By Grace Mullen
Now that the baseball season has officially begun, fans across the nation are undoubtedly anticipating the skillful plays and thrilling games that await them in the coming months. Yet, while most people have turned their attention toward the future, a group of Fordham students got the chance to recognize some of the great baseball players of the past.
In February, the members of the West Wing Integrated Learning Community were invited to explore the legacies of athletes often left in the footnotes of sports history. The Parallel Game, a documentary produced by Eric Newland and Fordham alum George Dalton, presented students with an in-depth examination of the Negro Leagues and their profound influence on the world of baseball.
The film began with a look at the origins of Negro League baseball and the social tensions that led to its inception. Established during the days of Jim Crow and racial segregation, the Negro Leagues were of the utmost importance to black communities throughout the United States. According to filmmakers, because so much of the public sphere was considered “off-limits” to African Americans, they decided to establish their own social spaces, including churches, music clubs and, of course, baseball teams. Described during the documentary as “the jazz version of baseball,” the Negro Leagues served not only as a representation of the black community within the athletic world, but also a reinvention of the game itself.
The documentary screening was immediately followed by a discussion between Newland and Dr. Mark Naison, a professor of African American studies at Fordham. Newland, who described The Parallel Game as a major passion project of his, shared his experiences with the production of the short film, for which he interviewed dozens of historians, public figures, and athletes, including several retired Negro League players. In addition, Naison gave a deeper commentary on the radical significance of the Negro Leagues in both developing a distinctly black community and breaking the racial boundaries that divided American society.
In general, The Parallel Game offers a thought-provoking take on the central role of baseball in American life and its direct implications for black communities. The film successfully establishes the world in which its events unfurl, presenting its audience with a sweeping view of the social climate of mid-twentieth century America that made the Negro Leagues so essential. Yet in taking a more comprehensive approach to such a rich history, the documentary ultimately fails to expand upon the more compelling perspectives that were reflected in the film’s closing interviews, many of which contained first-hand accounts of life as a player in the Negro Leagues.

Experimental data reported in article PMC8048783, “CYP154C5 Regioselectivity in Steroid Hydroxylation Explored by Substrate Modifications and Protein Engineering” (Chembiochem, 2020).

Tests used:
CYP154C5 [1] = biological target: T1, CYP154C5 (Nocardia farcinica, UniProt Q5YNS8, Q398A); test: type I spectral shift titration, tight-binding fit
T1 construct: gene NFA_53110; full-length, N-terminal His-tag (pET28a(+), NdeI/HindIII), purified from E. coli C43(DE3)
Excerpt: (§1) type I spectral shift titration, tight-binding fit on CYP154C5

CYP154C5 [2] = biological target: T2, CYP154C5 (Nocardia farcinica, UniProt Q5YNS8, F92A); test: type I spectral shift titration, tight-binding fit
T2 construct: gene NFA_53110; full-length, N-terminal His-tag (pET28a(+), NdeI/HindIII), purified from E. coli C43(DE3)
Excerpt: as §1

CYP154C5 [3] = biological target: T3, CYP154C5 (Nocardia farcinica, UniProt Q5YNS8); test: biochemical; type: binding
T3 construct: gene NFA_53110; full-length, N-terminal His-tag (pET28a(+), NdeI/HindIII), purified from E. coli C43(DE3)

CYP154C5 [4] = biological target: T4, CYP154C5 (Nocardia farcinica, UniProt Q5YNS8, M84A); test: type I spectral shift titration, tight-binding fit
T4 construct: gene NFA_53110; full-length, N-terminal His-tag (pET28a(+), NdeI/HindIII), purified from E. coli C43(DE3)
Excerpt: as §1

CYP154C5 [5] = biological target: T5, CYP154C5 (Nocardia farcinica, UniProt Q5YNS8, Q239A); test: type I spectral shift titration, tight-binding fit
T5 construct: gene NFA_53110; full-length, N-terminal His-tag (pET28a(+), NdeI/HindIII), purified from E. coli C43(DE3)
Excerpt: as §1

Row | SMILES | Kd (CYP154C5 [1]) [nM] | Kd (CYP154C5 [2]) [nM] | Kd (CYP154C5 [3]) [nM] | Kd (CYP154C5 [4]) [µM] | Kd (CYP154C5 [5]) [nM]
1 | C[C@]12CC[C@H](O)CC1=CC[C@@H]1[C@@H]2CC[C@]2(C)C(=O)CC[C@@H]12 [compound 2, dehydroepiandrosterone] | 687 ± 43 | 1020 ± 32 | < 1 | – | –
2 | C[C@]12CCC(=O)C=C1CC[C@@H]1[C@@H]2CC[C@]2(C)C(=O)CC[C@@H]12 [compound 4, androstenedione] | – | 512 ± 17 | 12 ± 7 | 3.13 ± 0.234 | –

However, Newland and Dalton are not yet finished with the stories of these sports legends. The trials faced and victories won by black baseball players will soon be depicted, albeit fictionally, in the upcoming television series “Smoke Town,” which is currently being optioned for production by studios in Los Angeles. By grounding the story of Negro League baseball and its nationwide impact in personal narratives and interactions, the producers hope to offer audiences across America a more intimate, in-depth view of Black community life in such a tumultuous social climate.
The film was generally well received among many of the West Wing Scholars. Andrew Seger, FCRH ’19, shared his educating experience with the film.“I think it was a really thoughtful documentary that [Newland] clearly did his research and tried to really shed light on this one perspective of black culture that really isn’t talked about, but is something that was really important throughout history. So I’m glad we got to see it.”
As a visual arts major, Mary Kate Magee, FCRH ’19, focused more on the production value of the documentary. “The film did an excellent job of piecing together baseball history from a usually unseen angle, and did so in a very visually pleasing way,” Magee said.
My one critique is that the film’s false ending came at an awkward time and did nothing beneficial for the storytelling, but otherwise it was a great film with a valuable message.
Overall, The Parallel Game grants its audience a chance to take a second look at sports history and acknowledge the stories of athletes kept too long on the sidelines. By establishing the profound impact of the Negro Leagues on contemporary baseball and its players while arguing on behalf of its central role in black community life and the search for equality, The Parallel Game encouraged the West Wing Scholars to develop a deeper appreciation for the untold stories of these ground-breaking black figures in American history.